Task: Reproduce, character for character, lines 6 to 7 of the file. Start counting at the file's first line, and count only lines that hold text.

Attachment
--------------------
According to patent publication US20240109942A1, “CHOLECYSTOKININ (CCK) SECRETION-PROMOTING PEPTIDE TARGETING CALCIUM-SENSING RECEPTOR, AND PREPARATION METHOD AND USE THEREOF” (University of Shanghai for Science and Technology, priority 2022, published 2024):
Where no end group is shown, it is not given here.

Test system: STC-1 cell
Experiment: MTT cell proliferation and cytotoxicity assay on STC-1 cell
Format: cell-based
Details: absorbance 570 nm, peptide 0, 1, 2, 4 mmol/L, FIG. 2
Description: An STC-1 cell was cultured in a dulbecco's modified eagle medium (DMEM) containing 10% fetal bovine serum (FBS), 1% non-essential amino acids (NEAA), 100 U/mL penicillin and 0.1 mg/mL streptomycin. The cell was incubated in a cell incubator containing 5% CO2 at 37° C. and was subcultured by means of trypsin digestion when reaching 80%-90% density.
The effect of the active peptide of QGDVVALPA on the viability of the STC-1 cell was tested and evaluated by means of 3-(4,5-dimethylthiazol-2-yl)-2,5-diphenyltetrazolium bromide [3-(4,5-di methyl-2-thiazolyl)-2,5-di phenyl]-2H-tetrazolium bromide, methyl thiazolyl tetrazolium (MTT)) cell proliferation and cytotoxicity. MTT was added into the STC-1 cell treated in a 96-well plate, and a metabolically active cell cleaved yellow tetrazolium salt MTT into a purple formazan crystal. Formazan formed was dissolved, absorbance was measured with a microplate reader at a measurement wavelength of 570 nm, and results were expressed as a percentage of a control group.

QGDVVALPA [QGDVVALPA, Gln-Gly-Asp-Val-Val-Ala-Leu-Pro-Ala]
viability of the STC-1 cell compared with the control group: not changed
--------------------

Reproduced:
Details: absorbance 570 nm, peptide 0, 1, 2, 4 mmol/L, FIG. 2
Description: An STC-1 cell was cultured in a dulbecco's modified eagle medium (DMEM) containing 10% fetal bovine serum (FBS), 1% non-essential amino acids (NEAA), 100 U/mL penicillin and 0.1 mg/mL streptomycin. The cell was incubated in a cell incubator containing 5% CO2 at 37° C. and was subcultured by means of trypsin digestion when reaching 80%-90% density.